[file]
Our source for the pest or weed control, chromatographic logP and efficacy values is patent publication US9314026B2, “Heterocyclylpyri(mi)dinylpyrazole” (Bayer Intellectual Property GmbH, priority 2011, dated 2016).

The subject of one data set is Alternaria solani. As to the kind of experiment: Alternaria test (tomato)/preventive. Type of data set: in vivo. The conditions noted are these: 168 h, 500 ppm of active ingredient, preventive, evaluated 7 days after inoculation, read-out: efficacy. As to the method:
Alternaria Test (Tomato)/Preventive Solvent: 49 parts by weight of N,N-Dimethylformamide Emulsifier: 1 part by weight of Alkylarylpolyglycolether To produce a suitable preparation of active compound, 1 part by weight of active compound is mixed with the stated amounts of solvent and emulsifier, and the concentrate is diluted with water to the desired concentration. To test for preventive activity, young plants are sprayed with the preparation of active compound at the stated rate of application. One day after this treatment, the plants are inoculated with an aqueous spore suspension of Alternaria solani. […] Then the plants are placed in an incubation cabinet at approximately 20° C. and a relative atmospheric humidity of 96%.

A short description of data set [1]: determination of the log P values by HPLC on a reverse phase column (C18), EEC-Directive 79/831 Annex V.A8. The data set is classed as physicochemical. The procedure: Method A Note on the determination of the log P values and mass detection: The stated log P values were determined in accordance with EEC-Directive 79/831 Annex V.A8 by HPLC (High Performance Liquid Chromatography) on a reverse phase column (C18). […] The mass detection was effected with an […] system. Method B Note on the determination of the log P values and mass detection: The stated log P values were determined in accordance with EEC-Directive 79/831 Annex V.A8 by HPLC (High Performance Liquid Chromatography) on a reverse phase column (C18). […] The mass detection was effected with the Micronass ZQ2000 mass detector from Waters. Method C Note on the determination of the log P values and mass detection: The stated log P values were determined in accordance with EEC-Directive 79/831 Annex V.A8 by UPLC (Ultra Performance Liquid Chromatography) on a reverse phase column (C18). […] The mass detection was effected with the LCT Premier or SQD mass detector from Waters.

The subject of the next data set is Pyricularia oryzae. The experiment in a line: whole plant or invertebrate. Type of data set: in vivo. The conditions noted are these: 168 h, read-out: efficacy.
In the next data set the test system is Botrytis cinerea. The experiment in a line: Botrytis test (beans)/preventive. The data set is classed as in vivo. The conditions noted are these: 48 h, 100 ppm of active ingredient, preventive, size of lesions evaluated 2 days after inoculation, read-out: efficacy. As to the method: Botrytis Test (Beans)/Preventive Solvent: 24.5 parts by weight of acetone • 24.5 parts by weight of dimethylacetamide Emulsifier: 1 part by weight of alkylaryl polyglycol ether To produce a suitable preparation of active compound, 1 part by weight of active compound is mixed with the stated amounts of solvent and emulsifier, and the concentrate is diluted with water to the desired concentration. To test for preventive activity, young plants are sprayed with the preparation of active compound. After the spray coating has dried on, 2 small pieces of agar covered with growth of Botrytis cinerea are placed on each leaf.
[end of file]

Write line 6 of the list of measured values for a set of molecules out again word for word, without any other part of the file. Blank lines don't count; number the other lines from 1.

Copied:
In the next data set the test system is Botrytis cinerea. The experiment in a line: Botrytis test (beans)/preventive. The data set is classed as in vivo. The conditions noted are these: 48 h, 100 ppm of active ingredient, preventive, size of lesions evaluated 2 days after inoculation, read-out: efficacy. As to the method: Botrytis Test (Beans)/Preventive Solvent: 24.5 parts by weight of acetone • 24.5 parts by weight of dimethylacetamide Emulsifier: 1 part by weight of alkylaryl polyglycol ether To produce a suitable preparation of active compound, 1 part by weight of active compound is mixed with the stated amounts of solvent and emulsifier, and the concentrate is diluted with water to the desired concentration. To test for preventive activity, young plants are sprayed with the preparation of active compound. After the spray coating has dried on, 2 small pieces of agar covered with growth of Botrytis cinerea are placed on each leaf.